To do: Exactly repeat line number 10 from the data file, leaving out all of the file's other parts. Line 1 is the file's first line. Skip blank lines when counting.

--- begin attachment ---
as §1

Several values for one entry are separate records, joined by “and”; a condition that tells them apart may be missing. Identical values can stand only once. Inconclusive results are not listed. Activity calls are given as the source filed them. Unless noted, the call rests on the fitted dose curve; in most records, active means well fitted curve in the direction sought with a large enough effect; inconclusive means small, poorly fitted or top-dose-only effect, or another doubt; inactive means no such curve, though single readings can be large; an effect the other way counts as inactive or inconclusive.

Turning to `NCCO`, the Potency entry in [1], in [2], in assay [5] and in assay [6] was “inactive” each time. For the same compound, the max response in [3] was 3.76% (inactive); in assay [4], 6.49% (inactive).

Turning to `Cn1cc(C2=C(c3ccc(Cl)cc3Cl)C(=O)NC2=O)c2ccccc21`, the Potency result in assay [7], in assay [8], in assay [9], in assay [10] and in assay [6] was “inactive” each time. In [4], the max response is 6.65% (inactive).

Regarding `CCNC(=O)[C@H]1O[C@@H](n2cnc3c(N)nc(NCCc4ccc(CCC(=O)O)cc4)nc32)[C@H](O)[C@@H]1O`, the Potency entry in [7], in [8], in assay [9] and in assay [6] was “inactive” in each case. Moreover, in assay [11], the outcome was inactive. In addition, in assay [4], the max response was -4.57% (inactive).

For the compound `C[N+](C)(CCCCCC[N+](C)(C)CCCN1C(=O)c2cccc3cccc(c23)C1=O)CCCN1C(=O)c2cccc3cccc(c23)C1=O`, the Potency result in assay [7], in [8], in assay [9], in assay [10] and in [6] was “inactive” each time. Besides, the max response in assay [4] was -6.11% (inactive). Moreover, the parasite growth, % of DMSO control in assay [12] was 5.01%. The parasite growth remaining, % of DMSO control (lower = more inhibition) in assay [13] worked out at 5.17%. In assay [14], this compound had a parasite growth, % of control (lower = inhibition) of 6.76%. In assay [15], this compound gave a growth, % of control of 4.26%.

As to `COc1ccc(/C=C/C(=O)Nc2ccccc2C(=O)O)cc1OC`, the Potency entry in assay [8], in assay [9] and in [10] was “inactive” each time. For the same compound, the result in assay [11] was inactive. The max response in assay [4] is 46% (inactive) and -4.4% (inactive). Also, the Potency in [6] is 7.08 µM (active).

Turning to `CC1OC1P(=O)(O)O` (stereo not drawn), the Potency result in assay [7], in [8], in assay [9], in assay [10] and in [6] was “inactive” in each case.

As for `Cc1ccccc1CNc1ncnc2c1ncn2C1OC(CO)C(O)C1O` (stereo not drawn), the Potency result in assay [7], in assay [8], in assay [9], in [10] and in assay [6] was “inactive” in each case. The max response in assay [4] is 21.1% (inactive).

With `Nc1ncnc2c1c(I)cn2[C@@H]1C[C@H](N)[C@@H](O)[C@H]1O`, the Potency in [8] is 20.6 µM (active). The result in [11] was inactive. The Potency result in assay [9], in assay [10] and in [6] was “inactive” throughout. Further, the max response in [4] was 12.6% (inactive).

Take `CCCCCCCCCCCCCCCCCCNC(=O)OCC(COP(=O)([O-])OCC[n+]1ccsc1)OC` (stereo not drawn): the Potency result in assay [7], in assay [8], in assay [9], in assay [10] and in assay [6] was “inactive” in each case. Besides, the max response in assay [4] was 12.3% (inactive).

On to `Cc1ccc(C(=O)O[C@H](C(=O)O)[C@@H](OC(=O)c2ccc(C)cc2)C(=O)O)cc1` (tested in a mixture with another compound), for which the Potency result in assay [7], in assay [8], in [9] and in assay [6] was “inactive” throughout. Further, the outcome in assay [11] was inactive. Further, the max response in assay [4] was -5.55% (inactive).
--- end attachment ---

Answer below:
With `Nc1ncnc2c1c(I)cn2[C@@H]1C[C@H](N)[C@@H](O)[C@H]1O`, the Potency in [8] is 20.6 µM (active). The result in [11] was inactive. The Potency result in assay [9], in assay [10] and in [6] was “inactive” throughout. Further, the max response in [4] was 12.6% (inactive).